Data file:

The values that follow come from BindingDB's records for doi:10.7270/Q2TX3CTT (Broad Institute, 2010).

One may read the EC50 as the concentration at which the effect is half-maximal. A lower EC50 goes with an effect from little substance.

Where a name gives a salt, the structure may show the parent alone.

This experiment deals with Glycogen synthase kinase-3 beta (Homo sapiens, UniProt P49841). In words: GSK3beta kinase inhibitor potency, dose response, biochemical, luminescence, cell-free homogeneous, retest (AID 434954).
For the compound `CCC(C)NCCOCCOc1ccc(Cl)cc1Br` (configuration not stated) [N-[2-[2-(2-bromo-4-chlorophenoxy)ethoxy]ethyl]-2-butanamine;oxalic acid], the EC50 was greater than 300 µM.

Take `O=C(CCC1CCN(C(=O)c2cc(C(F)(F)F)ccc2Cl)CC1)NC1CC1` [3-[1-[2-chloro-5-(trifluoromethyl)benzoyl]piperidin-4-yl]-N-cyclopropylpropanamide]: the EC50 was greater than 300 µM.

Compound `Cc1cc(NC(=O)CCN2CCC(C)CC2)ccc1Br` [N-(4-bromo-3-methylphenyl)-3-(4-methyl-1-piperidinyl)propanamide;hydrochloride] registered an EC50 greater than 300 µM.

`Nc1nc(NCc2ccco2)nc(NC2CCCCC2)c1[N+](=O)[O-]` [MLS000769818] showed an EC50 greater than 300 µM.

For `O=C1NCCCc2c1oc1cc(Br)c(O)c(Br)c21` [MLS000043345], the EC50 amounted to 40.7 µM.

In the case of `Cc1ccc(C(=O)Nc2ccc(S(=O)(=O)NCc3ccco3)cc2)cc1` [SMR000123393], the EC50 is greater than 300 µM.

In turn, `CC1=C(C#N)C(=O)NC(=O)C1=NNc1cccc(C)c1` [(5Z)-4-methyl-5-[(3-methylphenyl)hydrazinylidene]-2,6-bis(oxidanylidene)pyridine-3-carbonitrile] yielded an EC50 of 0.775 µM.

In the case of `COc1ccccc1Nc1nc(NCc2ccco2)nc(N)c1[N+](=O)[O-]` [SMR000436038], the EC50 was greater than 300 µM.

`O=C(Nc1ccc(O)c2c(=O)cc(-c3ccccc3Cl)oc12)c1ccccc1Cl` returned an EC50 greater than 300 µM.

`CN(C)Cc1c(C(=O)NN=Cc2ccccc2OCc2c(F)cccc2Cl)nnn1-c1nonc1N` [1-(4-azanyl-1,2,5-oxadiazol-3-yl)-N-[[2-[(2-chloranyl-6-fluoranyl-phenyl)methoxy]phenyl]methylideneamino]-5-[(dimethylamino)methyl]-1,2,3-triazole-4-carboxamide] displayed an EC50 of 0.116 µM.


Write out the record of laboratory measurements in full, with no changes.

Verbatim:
The values that follow come from BindingDB's records for doi:10.7270/Q2TX3CTT (Broad Institute, 2010).

One may read the EC50 as the concentration at which the effect is half-maximal. A lower EC50 goes with an effect from little substance.

Where a name gives a salt, the structure may show the parent alone.

This experiment deals with Glycogen synthase kinase-3 beta (Homo sapiens, UniProt P49841). In words: GSK3beta kinase inhibitor potency, dose response, biochemical, luminescence, cell-free homogeneous, retest (AID 434954).
For the compound `CCC(C)NCCOCCOc1ccc(Cl)cc1Br` (configuration not stated) [N-[2-[2-(2-bromo-4-chlorophenoxy)ethoxy]ethyl]-2-butanamine;oxalic acid], the EC50 was greater than 300 µM.

Take `O=C(CCC1CCN(C(=O)c2cc(C(F)(F)F)ccc2Cl)CC1)NC1CC1` [3-[1-[2-chloro-5-(trifluoromethyl)benzoyl]piperidin-4-yl]-N-cyclopropylpropanamide]: the EC50 was greater than 300 µM.

Compound `Cc1cc(NC(=O)CCN2CCC(C)CC2)ccc1Br` [N-(4-bromo-3-methylphenyl)-3-(4-methyl-1-piperidinyl)propanamide;hydrochloride] registered an EC50 greater than 300 µM.

`Nc1nc(NCc2ccco2)nc(NC2CCCCC2)c1[N+](=O)[O-]` [MLS000769818] showed an EC50 greater than 300 µM.

For `O=C1NCCCc2c1oc1cc(Br)c(O)c(Br)c21` [MLS000043345], the EC50 amounted to 40.7 µM.

In the case of `Cc1ccc(C(=O)Nc2ccc(S(=O)(=O)NCc3ccco3)cc2)cc1` [SMR000123393], the EC50 is greater than 300 µM.

In turn, `CC1=C(C#N)C(=O)NC(=O)C1=NNc1cccc(C)c1` [(5Z)-4-methyl-5-[(3-methylphenyl)hydrazinylidene]-2,6-bis(oxidanylidene)pyridine-3-carbonitrile] yielded an EC50 of 0.775 µM.

In the case of `COc1ccccc1Nc1nc(NCc2ccco2)nc(N)c1[N+](=O)[O-]` [SMR000436038], the EC50 was greater than 300 µM.

`O=C(Nc1ccc(O)c2c(=O)cc(-c3ccccc3Cl)oc12)c1ccccc1Cl` returned an EC50 greater than 300 µM.

`CN(C)Cc1c(C(=O)NN=Cc2ccccc2OCc2c(F)cccc2Cl)nnn1-c1nonc1N` [1-(4-azanyl-1,2,5-oxadiazol-3-yl)-N-[[2-[(2-chloranyl-6-fluoranyl-phenyl)methoxy]phenyl]methylideneamino]-5-[(dimethylamino)methyl]-1,2,3-triazole-4-carboxamide] displayed an EC50 of 0.116 µM.